If you have artistically, and painstakingly put up
outdoor Christmas lights at your house,
you probably want to photograph them.
Here are some tips for showing off your Christmas artwork
in a sparkly photograph!
The biggest trick is to photograph outdoor Christmas lights.
right after the sun has set so you capture them with enough
light to show the structure, and the sky is a rich shade of blue.
I took a photo of this Christmas gazebo at 5:15 pm right after the
sun dipped below the horizon.
You can still see the gazebo and surroundings,
but the lights also show up against the pretty blue sky.
Just a few minutes later, it was already darker,
so you need to shoot FAST!
Notice how I have already lost some detail on and around
the gazebo after just a few minutes.
I photographed this church right after sunset.
I hurried to get several angles before it got too dark to see the church.
Here it is after it got dark.
The scene is still pretty because I had several streetlights
to illuminate the church.
But, if you don't have another light source,
your photo against a black sky will be disappointing like this next one.
Nothing to light the surroundings and the lights look flat.
I snapped this next photo at our town's tree lighting ceremony
soon after the sun set.
They shot off fireworks later in the evening, so I photographed
them separately and added them to these photos.
I made the fireworks into an overlay
which I sell here in my Etsy Shop if you want to add them to your photos!
About an hour after sunset, I took this photo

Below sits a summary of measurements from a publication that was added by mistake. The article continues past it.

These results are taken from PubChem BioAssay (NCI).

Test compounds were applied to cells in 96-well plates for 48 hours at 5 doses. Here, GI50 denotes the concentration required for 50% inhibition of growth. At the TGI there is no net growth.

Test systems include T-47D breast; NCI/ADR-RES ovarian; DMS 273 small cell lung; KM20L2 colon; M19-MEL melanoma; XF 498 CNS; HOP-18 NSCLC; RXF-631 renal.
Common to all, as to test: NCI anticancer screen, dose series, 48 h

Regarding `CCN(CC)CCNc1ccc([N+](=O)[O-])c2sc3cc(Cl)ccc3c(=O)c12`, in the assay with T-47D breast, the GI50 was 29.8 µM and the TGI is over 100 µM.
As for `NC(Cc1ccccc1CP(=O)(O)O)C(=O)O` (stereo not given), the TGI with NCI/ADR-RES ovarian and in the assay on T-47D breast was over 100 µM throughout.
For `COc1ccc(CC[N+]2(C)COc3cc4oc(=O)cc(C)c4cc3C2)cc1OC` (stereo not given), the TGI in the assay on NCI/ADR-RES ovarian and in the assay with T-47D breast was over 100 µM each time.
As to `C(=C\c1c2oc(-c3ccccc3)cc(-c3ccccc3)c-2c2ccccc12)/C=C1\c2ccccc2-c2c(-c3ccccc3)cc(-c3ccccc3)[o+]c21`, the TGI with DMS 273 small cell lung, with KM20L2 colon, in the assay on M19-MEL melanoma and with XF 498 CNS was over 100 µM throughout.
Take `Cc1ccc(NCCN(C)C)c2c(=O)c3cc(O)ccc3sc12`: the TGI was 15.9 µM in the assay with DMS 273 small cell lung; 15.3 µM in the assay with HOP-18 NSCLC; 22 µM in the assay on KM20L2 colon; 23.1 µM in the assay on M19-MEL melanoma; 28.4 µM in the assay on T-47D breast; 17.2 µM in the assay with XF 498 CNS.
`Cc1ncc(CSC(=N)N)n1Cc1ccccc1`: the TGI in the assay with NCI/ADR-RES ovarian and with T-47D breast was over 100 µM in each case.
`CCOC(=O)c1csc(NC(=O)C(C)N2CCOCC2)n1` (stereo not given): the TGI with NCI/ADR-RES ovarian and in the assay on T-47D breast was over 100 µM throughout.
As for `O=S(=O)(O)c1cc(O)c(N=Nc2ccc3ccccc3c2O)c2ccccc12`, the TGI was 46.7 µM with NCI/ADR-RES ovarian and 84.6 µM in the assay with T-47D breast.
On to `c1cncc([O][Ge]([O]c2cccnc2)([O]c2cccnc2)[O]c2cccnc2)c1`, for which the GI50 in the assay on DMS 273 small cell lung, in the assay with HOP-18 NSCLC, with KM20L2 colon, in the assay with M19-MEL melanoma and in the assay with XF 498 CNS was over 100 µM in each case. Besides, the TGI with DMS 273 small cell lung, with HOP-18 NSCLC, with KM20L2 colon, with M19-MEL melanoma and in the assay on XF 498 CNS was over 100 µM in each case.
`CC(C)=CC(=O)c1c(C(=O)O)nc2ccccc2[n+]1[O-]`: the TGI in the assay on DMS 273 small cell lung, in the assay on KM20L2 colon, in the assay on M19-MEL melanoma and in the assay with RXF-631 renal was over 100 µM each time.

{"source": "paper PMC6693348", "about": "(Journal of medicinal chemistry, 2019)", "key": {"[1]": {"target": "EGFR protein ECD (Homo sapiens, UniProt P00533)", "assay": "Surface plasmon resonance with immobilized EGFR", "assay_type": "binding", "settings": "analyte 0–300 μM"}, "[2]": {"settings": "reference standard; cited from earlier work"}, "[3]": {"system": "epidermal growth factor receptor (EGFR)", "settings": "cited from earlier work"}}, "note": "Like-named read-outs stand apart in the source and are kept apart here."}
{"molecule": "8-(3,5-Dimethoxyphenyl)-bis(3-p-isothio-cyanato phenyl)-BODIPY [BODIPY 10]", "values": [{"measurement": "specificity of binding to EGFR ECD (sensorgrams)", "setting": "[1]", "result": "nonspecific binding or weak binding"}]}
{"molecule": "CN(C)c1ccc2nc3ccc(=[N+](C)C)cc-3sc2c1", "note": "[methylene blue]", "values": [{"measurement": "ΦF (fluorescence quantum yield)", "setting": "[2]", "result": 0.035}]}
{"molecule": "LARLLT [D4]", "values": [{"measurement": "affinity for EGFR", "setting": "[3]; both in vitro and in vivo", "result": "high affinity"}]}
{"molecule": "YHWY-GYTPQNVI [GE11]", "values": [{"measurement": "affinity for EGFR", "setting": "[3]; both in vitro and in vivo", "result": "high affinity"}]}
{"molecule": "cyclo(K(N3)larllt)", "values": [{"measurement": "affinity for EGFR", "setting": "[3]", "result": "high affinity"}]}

with the sky much darker.
I prefer a lighter, royal blue sky, but if you have
other light to illuminate the scene, it can look beautiful.
Here's another example where a dark sky can look great!
I only wanted the lights to show up because they created the scene.
If it has gotten too dark,
look for what can illuminate your photo subject.
In this case, it was lots of streetlights.
Now for one of my favorite tricks for shooting Christmas...
or any lights at night:
Turn all the lights into stars!
To do this:
Shoot on tripod
Use the smallest aperture on your lens. I use f.22
Get a focus, then switch to manual on your lens
This will create a very long shutter which is fine since you're on tripod.
(This will not work if you have things moving in your photo like people.)
Notice how each light in your photo is turned into a star!
In this photo, you can really see the stars in the tree over the house.
If you zoom in closer, you can see that
all the tiny lights have turned into stars!
I love to capture the stars with no need for a special filter!
Let this be the year you capture your outdoor Christmas lights
in all their glory!